Western leaders agree that Ukraine’s ability to retaliate against the Russian invasion will largely depend on how quickly and how much heavy weaponry their countries can provide. They have imposed harsh economic sanctions on Russia, provided significant financial and military aid to Ukraine, and publicly insisted that it is up to Ukraine’s democratically elected leaders to decide how and when to negotiate with Russia.
But they also fear that a long war could involve NATO countries and even push Russian President Vladimir V. Putin to step up what has been a brutal but conventional campaign. French President Emmanuel Macron, in particular, twice said it was important not to “humiliate Russia”.
European officials are also worried about the damage to their own economies from inflation and high energy prices, as well as the likely domestic political reaction. And many in Europe are eager to find a way, even if it is a temporary ceasefire, to resume Ukrainian grain exports as global food prices soar and some parts around the world are at risk of starvation.
Such talk raises irritation in Kyiv and in central and eastern European capitals where Russia is most feared, and officials have wondered how determined their Western friends are to repel Mr Putin’s aggression. The leaders of several countries that were once part of the Soviet bloc believe that this war is not limited to Ukraine and that the Kremlin’s ambitions to restore this sphere of influence and overthrow the European security order must be rejected, and not interrupted. Fire.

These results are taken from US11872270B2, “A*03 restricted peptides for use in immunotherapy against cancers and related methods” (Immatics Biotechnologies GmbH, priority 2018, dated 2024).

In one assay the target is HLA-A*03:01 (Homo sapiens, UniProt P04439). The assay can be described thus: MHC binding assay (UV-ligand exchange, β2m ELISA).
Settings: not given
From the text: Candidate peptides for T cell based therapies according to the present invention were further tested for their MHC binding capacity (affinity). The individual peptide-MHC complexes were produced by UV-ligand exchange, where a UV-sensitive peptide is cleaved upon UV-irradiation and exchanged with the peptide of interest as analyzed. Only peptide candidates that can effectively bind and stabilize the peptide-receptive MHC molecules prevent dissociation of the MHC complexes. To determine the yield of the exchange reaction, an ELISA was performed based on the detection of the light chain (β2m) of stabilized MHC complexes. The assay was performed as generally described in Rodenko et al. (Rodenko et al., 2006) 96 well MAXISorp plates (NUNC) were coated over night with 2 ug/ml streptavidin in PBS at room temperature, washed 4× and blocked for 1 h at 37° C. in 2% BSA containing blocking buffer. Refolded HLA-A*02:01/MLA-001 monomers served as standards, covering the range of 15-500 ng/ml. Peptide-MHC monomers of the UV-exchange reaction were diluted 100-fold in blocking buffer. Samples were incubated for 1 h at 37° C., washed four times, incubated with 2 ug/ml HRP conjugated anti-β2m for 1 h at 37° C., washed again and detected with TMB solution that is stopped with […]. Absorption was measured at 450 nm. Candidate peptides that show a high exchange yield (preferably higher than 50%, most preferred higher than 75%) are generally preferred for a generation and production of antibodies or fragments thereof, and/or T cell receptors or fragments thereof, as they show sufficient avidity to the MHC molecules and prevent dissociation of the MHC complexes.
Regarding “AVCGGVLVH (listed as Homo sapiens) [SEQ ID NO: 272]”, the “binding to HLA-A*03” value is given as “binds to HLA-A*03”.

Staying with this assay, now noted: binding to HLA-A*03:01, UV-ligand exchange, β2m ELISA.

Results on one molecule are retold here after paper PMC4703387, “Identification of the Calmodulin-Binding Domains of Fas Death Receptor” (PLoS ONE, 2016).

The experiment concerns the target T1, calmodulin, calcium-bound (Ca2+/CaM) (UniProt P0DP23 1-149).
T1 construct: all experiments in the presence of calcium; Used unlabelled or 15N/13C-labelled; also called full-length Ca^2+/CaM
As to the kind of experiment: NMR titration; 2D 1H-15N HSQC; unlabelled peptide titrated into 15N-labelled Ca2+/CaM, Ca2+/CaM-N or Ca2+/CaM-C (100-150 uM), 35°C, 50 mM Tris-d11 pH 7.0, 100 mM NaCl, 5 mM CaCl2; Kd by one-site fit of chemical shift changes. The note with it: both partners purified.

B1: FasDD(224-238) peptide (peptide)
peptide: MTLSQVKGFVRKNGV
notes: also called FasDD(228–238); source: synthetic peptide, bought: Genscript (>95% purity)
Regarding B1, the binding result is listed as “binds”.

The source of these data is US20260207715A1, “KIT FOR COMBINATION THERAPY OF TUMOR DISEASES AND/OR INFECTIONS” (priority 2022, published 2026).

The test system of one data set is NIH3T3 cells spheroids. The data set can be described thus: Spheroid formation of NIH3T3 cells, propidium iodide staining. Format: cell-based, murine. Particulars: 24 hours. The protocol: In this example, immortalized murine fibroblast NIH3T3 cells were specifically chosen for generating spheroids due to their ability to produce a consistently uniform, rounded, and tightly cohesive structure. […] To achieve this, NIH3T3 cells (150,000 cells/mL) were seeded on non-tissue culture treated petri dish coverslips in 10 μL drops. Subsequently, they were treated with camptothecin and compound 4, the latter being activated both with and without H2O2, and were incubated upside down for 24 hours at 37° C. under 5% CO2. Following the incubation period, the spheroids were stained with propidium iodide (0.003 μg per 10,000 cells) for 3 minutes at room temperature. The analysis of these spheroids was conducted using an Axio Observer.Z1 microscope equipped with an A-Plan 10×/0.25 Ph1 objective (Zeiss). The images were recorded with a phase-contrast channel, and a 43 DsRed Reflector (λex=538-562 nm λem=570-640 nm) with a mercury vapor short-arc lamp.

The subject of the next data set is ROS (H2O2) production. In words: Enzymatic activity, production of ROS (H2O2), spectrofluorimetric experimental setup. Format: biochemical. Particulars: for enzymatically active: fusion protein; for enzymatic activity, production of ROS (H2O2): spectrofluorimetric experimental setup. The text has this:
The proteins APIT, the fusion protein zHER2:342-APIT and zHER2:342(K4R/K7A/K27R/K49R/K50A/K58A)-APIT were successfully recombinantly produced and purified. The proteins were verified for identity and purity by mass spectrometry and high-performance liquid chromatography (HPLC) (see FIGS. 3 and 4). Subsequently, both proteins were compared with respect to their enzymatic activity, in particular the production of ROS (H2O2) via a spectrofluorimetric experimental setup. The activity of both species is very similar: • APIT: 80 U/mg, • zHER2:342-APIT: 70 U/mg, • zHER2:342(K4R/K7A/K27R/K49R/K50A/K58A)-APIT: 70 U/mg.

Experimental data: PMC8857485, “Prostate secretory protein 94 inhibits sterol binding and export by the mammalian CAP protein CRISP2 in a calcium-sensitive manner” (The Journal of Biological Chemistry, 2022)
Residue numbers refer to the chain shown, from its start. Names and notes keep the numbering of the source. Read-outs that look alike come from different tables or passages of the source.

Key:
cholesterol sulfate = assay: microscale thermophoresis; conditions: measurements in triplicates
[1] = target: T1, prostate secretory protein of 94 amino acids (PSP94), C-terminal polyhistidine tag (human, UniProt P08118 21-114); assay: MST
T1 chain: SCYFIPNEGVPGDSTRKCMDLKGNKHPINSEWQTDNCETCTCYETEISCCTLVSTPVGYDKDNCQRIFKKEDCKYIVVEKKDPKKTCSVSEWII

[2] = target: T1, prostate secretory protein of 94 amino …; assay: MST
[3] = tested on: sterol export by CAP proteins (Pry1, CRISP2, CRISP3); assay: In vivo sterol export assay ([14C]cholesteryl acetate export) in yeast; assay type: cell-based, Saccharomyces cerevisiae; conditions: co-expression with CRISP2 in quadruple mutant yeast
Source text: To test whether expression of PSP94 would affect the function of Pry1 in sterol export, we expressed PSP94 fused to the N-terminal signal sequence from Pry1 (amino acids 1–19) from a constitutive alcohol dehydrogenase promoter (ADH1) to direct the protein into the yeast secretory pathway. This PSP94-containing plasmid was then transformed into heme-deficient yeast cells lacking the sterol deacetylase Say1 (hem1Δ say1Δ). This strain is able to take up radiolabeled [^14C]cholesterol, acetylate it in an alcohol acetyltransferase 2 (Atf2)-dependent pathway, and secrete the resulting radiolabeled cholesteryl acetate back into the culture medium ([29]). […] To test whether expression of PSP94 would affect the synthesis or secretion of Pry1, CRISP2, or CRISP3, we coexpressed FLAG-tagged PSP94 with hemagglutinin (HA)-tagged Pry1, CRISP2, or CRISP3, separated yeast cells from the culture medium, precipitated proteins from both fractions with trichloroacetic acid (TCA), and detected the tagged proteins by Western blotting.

The Europeans expect the conflict to continue, with neither side ready or willing to engage in meaningful negotiations until the fighting stalls or one side gains a decisive advantage. The question may be what outcome, if any, could allow both sides to claim victory.
The European Union is seriously considering whether to quickly make Ukraine an official candidate for membership despite its history of corruption and poor governance – something Mr Zelensky is keen on, both to bind his country more closely to the West and to improve its devastated economy. What European diplomats do not know is whether this might make Ukraine more willing to make concessions to end the war.
And it’s not clear that anything other than outright victory would satisfy Mr. Putin, whatever the cost – and it’s also not clear how he would define that.
A trip to Kyiv by Mr Macron, Chancellor Olaf Scholz of Germany and Prime Minister Mario Draghi of Italy has not been officially confirmed, and specific dates are being kept secret for security reasons, but it is believed to take place ahead of the Group of 7 summit meeting scheduled to begin on June 26.
A meeting with Mr. Zelensky in Kyiv would have an obvious symbolism, displaying the support of these large and rich Western European countries for the defense of Ukraine, its territorial integrity and its hopes for a European future. The three are likely to announce new arms supplies for Ukraine and discuss various options to help Ukraine export its grain from the blocked port of Odessa.
It is unclear whether there will be talks of a ceasefire or negotiations.